Steering Stabilizers

A steering stabilizer functions in similar way as a shock absorber in that it controls any unwanted movement from the steering mechanism on certain on road and off road vehicles. A steering stabilizer is most often used in high performance and or custom applications. They can be a standard factory item on certain high performance motorcycles. For example, Suzuki GSXRs will come from the factory already having a steering stabilizer installed on them.

A steering stabilizer adds more control from unwanted movements of the steering mechanism and is considered a suspension component. On motorcycles, the steering stabilizer is connected at some point to the frame on one end it and to the front end on the other end. On a four wheel vehicles they are attached to the axel and front tie rod that connects to your steering suspension components.

Any off road performance vehicle will need a suspension upgrade that includes a steering stabilizer to improve the performance and safety of the vehicle. Almost any vehicle that has over sized tires will need them to dampen steering wheel shimmy. A steering stabilizer will prevent the steering wheel from being jerked out of your hands when you are driving over rough terrain.

A steering stabilizer can help prolong the life of tires and can perform as safety feature of the vehicle if there is ever a blow out. Adding after market stabilizers helps to improve the suspension performance, ride and control of your vehicle. However, generally there is really no need to add an aftermarket stabilizer to a vehicle that comes from the factory with one because they are adequate, unless you are looking for a custom application or higher quality.

A steering stabilizer allows controlled movement versus free movement between the steering components. A steering stabilizer stiffens your steering so that you do not get free play and wobble and your wheel direction does not deviate from the direction of travel. In essence, you have more stability on rough roads and your suspension is protected from premature wear when you have a steering stabilizer.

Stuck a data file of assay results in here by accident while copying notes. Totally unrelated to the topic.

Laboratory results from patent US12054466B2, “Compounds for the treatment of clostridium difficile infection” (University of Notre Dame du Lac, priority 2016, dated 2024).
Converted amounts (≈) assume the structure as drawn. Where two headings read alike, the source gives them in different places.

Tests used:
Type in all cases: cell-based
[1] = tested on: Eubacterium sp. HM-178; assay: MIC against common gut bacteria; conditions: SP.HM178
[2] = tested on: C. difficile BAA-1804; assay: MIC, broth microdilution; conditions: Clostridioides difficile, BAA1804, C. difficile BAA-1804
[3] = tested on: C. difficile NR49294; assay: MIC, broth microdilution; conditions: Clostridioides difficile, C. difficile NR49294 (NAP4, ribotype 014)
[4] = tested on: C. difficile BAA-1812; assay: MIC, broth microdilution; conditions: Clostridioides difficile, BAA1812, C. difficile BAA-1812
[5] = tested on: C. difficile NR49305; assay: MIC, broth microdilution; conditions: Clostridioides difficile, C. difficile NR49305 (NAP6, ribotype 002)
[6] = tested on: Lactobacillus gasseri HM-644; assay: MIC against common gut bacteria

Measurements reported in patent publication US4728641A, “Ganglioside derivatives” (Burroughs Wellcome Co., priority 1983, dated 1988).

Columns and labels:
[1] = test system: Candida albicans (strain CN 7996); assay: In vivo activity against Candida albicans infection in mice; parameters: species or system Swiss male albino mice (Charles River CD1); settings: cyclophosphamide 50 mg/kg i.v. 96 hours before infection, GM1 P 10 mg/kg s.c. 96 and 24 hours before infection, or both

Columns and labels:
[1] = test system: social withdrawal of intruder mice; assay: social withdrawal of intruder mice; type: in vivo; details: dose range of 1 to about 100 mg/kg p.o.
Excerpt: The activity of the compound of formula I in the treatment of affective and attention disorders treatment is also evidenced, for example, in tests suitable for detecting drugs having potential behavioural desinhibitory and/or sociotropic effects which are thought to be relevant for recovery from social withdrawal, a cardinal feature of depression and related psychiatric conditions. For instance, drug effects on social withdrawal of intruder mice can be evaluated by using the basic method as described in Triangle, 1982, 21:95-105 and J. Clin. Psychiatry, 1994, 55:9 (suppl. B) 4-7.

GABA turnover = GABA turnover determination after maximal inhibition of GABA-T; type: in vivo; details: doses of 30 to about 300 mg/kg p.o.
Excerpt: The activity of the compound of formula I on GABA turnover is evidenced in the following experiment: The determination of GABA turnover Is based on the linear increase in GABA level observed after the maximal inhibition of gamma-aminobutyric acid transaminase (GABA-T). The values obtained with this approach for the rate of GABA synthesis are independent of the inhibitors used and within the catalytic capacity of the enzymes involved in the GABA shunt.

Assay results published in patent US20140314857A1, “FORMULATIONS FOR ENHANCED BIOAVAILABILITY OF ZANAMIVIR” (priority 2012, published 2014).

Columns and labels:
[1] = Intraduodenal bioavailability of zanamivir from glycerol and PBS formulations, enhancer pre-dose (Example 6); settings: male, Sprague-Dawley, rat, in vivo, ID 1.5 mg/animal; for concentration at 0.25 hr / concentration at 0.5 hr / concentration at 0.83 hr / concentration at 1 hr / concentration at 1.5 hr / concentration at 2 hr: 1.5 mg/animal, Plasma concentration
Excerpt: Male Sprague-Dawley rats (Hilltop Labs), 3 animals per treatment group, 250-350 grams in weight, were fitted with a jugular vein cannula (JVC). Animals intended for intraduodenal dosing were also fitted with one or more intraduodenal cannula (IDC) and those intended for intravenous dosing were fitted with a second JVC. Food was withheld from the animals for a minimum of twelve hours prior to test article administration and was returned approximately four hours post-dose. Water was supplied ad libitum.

A steering stabilizer is necessary if you are going to be towing a payload also. Because of the added weight of towing a travel trailer or boat for instance, your steering system will act differently. If you add a steering stabilizer to your tow vehicle you will be much safer on the road and be better protected against towing accidents.

For tow vehicles, there are four types of stabilizers. These include: coil springs, gas springs, coil-hydraulics and regular hydraulic. With a coil spring stabilizer, the coil spring is pushed together when you turn. As you let go of the steering wheel, it will spring back into place. With a coil hydraulic steering stabilizer, there is a piston in the center of the spring. It acts like a shock absorber does in your car’s suspension. Hydraulic coil spring steering stabilizers are found on most heavy-duty construction machines like bulldozers, forklifts and cranes.

A gas spring steering stabilizer is the newest type of steering stabilizer on the market and it is a cylinder like device that looks and acts like a syringe. These can be found on many types of vehicles including aircraft. The hydraulic stabilizer receives its steering stability strictly from hydraulics. It works like a coil-hydraulic steering stabilizer only it does not have the coil spring. Instead, it uses a hydraulic piston to dampen action in the steering wheel.

Adding a steering stabilizer to recreational vehicles, trucks or tow vehicles is something that is voluntary as they are not required to be added by law. However, because of the added security and better steering however, many drivers purchase them and have them installed.



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